Unity, Uniformity, and Unanimity
They’re not all the same.
“And other sheep I have, which are not of this fold: them also I must bring,and they shall hear My voice; and there shall be one flock,and one Shepherd”(Jn. 10:16).
We know that the unity of His people is very dear to the heart of our Lord Jesus because it is one of the subjects He prayed about shortly before going to the cross (Jn. 17:20-23).While that unity certainly has practical considerations, the Lord was referring to mystery of the church—Jews and Gentiles united in one body. Later, Paul would outline the unity of the universal church (Eph. 4:4-6) by listing seven magnificent items that are positional: they are shared by every member of the body of Christ, regardless of that believer’s appreciation of themor the quality of his Christian walk. But there is also a conditional aspect to the unity of believers.These great truths are to be translated into daily living. Hence, in connection with thosepositional truths, we are instructed how to behave in order to “preserve the unity of the Spirit inthe bond of peace” (Eph. 4:1-3). This is a description of practical unity in the church.There are two related concepts that are also significant to our understanding of practical church unity. Firstly, unity is not to be confused with uniformity. The same passages that emphasize the unity of the assembly also describe its divine diversity (e.g. 1 Cor. 12; Rom. 12).Taking this principle seriously actually fosters unity. No end of irritation develops when a believer expects everyone else to be just like him. Often, a believer will view his own particular burden or ministry as the paramount duty of all Christians. As a result, he doesn’t value (or sometimes even notice) the roles and ministries of the other members of the body. Instead of appreciating the wisdom of God in placing every member in the body just as He desired
(1 Cor. 12:18), a believer who expects uniformity will be constantly discouraged, self-righteous,and critical. This betrays a tragic misunderstanding of the nature of the local church. The Lord is infinitely creative and does not make duplicate Christians. He gives every believer a crucial and unique role. We can all rejoice as we see how other believers are equipped to meet vital needs that we, left to ourselves, had barely noticed.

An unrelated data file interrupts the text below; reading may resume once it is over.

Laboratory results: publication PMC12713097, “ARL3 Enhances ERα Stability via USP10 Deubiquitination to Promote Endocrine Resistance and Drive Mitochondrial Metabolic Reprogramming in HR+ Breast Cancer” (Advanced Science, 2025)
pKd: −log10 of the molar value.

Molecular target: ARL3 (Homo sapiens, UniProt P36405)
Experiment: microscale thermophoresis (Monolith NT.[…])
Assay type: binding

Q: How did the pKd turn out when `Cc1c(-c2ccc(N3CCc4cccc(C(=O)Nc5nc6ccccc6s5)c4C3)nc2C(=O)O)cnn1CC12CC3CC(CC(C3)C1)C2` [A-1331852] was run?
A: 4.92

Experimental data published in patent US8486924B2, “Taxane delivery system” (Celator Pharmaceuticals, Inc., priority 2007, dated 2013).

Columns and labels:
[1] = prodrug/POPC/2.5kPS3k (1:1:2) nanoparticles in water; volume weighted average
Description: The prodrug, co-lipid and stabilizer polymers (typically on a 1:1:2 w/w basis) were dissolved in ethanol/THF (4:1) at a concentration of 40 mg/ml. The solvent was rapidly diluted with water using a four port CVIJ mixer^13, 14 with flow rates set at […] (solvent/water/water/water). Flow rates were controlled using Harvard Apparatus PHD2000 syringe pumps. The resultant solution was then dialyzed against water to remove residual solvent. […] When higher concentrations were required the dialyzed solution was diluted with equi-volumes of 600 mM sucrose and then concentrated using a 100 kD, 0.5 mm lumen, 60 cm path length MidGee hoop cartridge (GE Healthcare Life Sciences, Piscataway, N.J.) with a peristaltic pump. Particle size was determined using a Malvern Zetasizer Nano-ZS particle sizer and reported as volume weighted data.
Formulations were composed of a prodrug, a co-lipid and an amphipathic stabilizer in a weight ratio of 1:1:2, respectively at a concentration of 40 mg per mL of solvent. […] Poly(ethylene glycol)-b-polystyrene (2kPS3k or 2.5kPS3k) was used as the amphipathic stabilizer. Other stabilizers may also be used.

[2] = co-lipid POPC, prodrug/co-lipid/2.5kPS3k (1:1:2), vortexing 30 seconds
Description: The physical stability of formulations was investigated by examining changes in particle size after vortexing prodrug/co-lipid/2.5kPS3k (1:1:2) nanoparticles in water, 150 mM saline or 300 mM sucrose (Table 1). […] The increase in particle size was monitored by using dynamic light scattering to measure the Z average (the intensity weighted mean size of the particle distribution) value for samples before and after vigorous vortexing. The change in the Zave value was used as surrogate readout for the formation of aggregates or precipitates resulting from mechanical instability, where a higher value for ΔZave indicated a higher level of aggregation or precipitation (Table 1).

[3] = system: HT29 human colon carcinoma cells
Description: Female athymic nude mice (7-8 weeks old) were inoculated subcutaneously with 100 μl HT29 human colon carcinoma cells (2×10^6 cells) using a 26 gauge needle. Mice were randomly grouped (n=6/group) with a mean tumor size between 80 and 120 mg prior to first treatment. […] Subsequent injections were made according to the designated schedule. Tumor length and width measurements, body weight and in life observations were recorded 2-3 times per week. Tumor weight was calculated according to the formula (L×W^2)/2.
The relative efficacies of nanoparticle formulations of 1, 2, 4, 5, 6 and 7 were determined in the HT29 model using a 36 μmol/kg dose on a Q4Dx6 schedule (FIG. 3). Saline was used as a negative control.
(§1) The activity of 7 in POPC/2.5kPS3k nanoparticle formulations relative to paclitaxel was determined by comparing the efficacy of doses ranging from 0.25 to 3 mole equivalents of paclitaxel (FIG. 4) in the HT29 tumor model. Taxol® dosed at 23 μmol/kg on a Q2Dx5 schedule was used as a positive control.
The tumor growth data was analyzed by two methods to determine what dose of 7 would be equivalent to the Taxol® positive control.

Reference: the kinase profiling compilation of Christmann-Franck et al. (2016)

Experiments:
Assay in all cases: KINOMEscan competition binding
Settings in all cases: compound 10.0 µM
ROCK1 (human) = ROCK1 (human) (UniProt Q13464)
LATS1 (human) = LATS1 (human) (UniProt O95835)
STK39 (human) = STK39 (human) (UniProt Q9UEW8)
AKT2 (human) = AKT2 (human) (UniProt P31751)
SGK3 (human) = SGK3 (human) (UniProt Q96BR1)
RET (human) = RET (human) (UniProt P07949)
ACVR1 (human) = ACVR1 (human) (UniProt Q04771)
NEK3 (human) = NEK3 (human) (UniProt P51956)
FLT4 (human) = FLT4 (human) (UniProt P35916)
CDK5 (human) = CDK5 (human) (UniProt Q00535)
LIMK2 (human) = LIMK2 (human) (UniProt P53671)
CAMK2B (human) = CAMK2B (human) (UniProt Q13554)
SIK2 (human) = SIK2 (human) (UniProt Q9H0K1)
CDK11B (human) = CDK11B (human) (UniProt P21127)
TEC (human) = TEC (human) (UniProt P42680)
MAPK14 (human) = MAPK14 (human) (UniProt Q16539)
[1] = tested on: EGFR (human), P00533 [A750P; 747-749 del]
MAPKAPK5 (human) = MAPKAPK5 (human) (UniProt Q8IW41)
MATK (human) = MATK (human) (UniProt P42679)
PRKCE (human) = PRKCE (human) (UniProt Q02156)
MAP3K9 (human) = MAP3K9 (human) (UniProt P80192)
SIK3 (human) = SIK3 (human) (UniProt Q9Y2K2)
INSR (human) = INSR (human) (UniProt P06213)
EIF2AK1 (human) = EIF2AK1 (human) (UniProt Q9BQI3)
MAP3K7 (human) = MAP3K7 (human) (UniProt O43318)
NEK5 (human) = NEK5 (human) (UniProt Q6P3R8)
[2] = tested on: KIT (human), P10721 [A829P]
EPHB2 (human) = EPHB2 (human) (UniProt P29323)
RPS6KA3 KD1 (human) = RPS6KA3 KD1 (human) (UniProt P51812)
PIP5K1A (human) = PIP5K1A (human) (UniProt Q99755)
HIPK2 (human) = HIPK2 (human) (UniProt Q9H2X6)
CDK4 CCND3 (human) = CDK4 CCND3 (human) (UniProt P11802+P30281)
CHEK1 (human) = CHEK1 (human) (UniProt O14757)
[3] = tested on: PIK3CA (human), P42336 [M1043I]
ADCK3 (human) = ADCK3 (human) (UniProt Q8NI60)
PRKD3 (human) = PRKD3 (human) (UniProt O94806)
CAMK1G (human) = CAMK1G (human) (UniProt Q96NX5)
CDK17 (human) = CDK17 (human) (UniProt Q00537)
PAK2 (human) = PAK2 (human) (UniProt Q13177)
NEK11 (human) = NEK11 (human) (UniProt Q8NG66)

This diversity, however, does not extend to every element of church life. Unanimity is required in many areas. For example, diversity of doctrine is not a strength—it is not a virtue to have a diversity of viewpoints on the deity of Christ or the importance of New Testament church principles. Furthermore, there are many “practical” elements of the Christian life where we don’tdesire variety. “You’re patient; I’m not. Isn’t diversity wonderful?” We trust that we can be in absolute agreement on moral issues or any other matter where the Scriptures speak clearly. Lastly, unanimity is an important principle specifically for elders. Years ago, a dear Christian brother told me that when the elders of his assembly were unable to come to unanimous agreement on an issue, one of them would say, “Brethren, we clearly do not yet have the mind of the Lord on this. Let’s continue to pray about it.” This might not be the fastest way to make decisions, but there’s no doubt it is the wisest. The assembly is not a democracy where majority rules. Our duty is to discern the Lord’s thoughts, as revealed in His Word. Unanimity among the elders is one of the safeguards that helps ensure that we do just that.Let us allow the Lord to be our guide in all of these matters.He is the great unifier of His people, who has sovereignly given us our unique roles in the body. And it is His mind and will that we should seek to understand and implement in our lives. by James Martin